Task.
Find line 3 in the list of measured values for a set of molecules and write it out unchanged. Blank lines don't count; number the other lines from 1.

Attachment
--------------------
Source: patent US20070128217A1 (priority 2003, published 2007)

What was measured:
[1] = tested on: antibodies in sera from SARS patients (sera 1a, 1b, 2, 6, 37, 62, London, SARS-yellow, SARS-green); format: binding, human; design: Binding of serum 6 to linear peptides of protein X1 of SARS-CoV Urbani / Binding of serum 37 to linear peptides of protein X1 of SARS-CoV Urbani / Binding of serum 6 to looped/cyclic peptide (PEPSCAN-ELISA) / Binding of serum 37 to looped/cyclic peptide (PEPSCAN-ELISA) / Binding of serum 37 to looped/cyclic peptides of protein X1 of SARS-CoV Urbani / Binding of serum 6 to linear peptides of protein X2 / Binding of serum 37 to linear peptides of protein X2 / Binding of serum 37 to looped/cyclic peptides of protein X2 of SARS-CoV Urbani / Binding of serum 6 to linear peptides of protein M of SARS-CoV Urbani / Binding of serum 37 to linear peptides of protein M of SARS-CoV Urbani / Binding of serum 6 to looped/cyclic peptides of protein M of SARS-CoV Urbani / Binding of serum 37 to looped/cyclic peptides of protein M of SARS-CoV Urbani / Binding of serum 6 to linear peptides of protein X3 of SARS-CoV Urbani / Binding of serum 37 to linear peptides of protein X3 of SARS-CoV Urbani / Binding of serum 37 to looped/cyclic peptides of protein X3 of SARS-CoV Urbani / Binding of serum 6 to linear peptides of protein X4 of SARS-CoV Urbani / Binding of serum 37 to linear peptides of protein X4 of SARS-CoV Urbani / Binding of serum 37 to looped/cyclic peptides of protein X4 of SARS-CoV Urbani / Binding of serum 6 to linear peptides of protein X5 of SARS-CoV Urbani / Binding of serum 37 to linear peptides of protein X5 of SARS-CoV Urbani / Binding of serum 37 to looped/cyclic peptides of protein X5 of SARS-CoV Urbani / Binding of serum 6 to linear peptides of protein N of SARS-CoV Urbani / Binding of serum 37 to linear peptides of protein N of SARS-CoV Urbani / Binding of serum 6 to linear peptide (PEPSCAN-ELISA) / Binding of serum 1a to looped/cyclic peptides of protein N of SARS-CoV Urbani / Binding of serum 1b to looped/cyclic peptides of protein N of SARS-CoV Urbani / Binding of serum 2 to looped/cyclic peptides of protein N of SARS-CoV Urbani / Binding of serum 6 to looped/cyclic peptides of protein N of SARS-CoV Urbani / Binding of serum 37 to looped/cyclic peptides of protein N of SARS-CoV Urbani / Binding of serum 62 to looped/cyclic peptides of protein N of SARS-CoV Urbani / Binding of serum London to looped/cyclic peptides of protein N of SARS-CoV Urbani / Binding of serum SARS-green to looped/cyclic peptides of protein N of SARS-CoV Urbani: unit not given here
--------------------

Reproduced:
[1] = tested on: antibodies in sera from SARS patients (sera 1a, 1b, 2, 6, 37, 62, London, SARS-yellow, SARS-green); format: binding, human; design: Binding of serum 6 to linear peptides of protein X1 of SARS-CoV Urbani / Binding of serum 37 to linear peptides of protein X1 of SARS-CoV Urbani / Binding of serum 6 to looped/cyclic peptide (PEPSCAN-ELISA) / Binding of serum 37 to looped/cyclic peptide (PEPSCAN-ELISA) / Binding of serum 37 to looped/cyclic peptides of protein X1 of SARS-CoV Urbani / Binding of serum 6 to linear peptides of protein X2 / Binding of serum 37 to linear peptides of protein X2 / Binding of serum 37 to looped/cyclic peptides of protein X2 of SARS-CoV Urbani / Binding of serum 6 to linear peptides of protein M of SARS-CoV Urbani / Binding of serum 37 to linear peptides of protein M of SARS-CoV Urbani / Binding of serum 6 to looped/cyclic peptides of protein M of SARS-CoV Urbani / Binding of serum 37 to looped/cyclic peptides of protein M of SARS-CoV Urbani / Binding of serum 6 to linear peptides of protein X3 of SARS-CoV Urbani / Binding of serum 37 to linear peptides of protein X3 of SARS-CoV Urbani / Binding of serum 37 to looped/cyclic peptides of protein X3 of SARS-CoV Urbani / Binding of serum 6 to linear peptides of protein X4 of SARS-CoV Urbani / Binding of serum 37 to linear peptides of protein X4 of SARS-CoV Urbani / Binding of serum 37 to looped/cyclic peptides of protein X4 of SARS-CoV Urbani / Binding of serum 6 to linear peptides of protein X5 of SARS-CoV Urbani / Binding of serum 37 to linear peptides of protein X5 of SARS-CoV Urbani / Binding of serum 37 to looped/cyclic peptides of protein X5 of SARS-CoV Urbani / Binding of serum 6 to linear peptides of protein N of SARS-CoV Urbani / Binding of serum 37 to linear peptides of protein N of SARS-CoV Urbani / Binding of serum 6 to linear peptide (PEPSCAN-ELISA) / Binding of serum 1a to looped/cyclic peptides of protein N of SARS-CoV Urbani / Binding of serum 1b to looped/cyclic peptides of protein N of SARS-CoV Urbani / Binding of serum 2 to looped/cyclic peptides of protein N of SARS-CoV Urbani / Binding of serum 6 to looped/cyclic peptides of protein N of SARS-CoV Urbani / Binding of serum 37 to looped/cyclic peptides of protein N of SARS-CoV Urbani / Binding of serum 62 to looped/cyclic peptides of protein N of SARS-CoV Urbani / Binding of serum London to looped/cyclic peptides of protein N of SARS-CoV Urbani / Binding of serum SARS-green to looped/cyclic peptides of protein N of SARS-CoV Urbani: unit not given here